November 21, 2017 / 5:25 PM / a month ago

Your Money: Gear up for a big year of giving

CHICAGO (Reuters) - If proposed tax overhaul changes are adopted, giving to charity for tax reasons will no longer be as valuable for most people as it is this year.

So advisers are pushing clients to rush before year-end to give large donations before opportunities to maximize tax-cuts run out.

Neither of the proposals currently on the table from Congress eliminate the deduction for charitable contributions, but both plans from the U.S. House of Representatives and the Senate increase the standard deduction so much that many people will no longer itemize their returns, said Robert Keebler, of tax advisory firm Keebler & Associates.

The Tax Policy Center think tank estimates that only 5 percent of people will itemize compared with about 30 percent now. Even a taxpayer who does still itemize might see less value because of tax bracket changes.

Earlier this year, the center ran the numbers on possible shift from a high rate of 39.6 percent to 33 percent. For a typical wealthy taxpayer with the top tax rate of 39.6 percent, every $100 of donation now has an after-tax cost of $60.40 because of the value of the deduction.

But if a taxpayer were to fall from the current top rate to 33 percent, the after-tax cost for the taxpayer would be $67. Currently, the plans for tax brackets vary considerably in the House and Senate, with the 39.6 percent bracket still in the House version, but with different income thresholds.

No matter what happens, the consequences could be dire for organizations that depend on donors. The Lilly Family School of Philanthropy at Indiana University estimated in May that charitable contributions could fall about $13 billion because of tax overhaul.

With the possibility that the tax laws might change, an easy way to make a large donation quickly in the last month of this year is to use a donor-advised fund, said Keebler. These are accounts you can create at a financial institution like Fidelity or Vanguard that allow you to set the money aside for charity and claim the tax deduction, but then hold off on actually giving away until a later date. People with windfalls often give large donations during a year of extraordinary gains, but also often use the funds for regular giving to build up a big balance over time.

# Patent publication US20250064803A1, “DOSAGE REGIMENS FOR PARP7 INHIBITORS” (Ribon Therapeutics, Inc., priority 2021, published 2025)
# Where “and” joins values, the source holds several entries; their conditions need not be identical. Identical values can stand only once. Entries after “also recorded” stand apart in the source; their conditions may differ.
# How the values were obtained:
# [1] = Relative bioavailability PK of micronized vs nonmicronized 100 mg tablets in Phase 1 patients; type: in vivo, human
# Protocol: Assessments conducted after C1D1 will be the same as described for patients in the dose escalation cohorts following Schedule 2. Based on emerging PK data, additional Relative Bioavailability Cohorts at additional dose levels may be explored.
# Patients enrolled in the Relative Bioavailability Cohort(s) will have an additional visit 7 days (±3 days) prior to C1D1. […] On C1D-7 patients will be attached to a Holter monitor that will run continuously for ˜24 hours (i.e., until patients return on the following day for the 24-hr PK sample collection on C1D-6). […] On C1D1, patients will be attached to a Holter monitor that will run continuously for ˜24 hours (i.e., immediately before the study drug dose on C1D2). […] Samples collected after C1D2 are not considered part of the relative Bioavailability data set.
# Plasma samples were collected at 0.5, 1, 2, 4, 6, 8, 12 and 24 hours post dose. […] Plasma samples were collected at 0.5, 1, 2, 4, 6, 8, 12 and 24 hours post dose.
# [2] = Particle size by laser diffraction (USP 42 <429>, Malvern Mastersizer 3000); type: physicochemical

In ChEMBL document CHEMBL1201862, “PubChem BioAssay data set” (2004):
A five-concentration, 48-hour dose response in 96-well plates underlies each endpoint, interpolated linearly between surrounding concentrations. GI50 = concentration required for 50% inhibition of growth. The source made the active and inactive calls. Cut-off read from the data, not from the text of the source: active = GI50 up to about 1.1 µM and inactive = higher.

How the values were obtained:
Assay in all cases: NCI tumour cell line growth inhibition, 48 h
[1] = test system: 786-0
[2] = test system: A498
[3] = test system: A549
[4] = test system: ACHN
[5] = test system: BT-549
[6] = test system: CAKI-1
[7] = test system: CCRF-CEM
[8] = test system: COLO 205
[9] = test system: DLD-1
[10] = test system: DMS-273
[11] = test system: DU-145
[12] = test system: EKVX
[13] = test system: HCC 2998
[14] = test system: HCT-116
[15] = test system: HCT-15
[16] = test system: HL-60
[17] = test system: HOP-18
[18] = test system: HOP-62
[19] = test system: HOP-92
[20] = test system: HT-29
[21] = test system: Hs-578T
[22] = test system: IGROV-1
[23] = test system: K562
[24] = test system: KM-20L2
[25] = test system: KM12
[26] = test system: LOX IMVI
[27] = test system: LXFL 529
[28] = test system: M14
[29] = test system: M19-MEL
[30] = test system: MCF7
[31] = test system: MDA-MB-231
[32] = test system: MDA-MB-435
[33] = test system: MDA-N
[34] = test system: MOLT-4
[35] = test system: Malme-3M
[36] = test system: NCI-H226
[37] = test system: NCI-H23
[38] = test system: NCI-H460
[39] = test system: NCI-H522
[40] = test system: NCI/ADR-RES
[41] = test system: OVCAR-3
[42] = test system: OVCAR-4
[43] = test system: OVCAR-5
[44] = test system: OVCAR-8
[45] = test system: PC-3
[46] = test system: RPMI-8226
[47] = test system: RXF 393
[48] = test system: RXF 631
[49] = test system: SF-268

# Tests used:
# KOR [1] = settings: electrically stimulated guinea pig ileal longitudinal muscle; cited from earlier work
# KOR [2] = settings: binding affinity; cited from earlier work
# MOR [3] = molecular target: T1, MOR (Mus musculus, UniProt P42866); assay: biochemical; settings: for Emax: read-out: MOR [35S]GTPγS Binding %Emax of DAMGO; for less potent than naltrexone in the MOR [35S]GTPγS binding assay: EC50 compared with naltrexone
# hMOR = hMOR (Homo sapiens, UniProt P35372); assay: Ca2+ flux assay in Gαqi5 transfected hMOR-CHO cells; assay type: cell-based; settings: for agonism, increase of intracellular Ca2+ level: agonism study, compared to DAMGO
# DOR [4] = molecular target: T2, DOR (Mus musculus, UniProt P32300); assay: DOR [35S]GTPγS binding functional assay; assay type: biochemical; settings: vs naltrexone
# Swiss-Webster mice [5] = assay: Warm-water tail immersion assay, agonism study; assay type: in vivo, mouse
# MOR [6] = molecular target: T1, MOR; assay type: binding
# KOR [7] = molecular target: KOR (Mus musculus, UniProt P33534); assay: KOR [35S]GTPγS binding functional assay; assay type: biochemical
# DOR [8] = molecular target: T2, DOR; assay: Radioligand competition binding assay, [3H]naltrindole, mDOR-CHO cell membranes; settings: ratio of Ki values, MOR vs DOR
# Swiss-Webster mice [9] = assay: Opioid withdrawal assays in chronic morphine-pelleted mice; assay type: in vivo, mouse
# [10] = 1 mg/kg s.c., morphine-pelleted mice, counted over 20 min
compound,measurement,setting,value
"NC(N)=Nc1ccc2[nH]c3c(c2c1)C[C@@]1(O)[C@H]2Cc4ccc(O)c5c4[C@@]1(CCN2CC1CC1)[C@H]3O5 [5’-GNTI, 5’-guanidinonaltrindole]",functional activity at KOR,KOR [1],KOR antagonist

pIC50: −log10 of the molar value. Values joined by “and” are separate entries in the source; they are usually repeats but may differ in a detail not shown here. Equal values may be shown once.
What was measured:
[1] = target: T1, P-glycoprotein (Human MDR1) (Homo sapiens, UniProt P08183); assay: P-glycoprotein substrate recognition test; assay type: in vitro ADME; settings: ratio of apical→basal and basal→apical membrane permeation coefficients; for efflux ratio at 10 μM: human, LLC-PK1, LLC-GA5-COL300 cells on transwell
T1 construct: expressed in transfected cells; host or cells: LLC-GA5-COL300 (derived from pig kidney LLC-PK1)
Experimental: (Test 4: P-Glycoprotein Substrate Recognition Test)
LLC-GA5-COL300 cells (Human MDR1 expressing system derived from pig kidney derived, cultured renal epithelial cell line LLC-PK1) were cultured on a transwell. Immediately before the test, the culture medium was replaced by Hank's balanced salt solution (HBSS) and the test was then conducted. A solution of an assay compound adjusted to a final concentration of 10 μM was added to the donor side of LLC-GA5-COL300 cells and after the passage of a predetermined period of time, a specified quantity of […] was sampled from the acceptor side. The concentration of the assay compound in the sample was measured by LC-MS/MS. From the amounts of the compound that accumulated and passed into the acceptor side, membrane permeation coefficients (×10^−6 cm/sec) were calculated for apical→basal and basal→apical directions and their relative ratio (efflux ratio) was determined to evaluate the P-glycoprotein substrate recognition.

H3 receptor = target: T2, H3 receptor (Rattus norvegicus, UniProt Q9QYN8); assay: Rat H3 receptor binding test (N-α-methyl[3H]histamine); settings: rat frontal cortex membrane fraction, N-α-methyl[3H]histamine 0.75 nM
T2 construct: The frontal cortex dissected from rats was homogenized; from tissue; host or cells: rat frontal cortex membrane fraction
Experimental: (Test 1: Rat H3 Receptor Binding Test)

Financial adviser Megan Gorman of San Francisco has been using a donor-advised fund for years, and is coaching clients now on how to maximize the value as the tax overhaul negotiations keep churning.

She and her husband began slowly, first putting $5,000 into a Schwab donor-advised fund that would let them give gifts as small as $500 over many years to any charitable organization that appealed to them. Their first was an AIDS education charity; later came a charity that delivers fresh fruit and vegetables to struggling seniors.

Each year, they increased the sum in their Schwab fund as they became more comfortable with the process of selecting charities and cutting their taxes by using the deduction for charitable contributions.

While people may be too busy in 2017 to choose charities, Gorman says a simple approach is to put $5,000, which is usually the minimum to start an account, and then dole it out at a later time.

Choosing a firm where you already have investments makes the process of moving money from an existing account into a charitable account simple, said Gorman. She advocates donating a stock or fund that has appreciated so much that it may decline, or an investment that has become an oversized portion of your portfolio.

The individual simply donates that asset to the donor fund, the fund managers sell it with no tax consequence. The individual gets the entire value of the asset as a tax deduction in 2017. 

“This is really fun to do. Many clients decide on charities as a family project,” said Gorman.

This year Gorman is planning a massive donation so she can maximize her tax reduction and commit a large chunk to Napa fire victims, after seeing her friends lose homes.

Editing by Beth Pinsker and Jonathan Oatis

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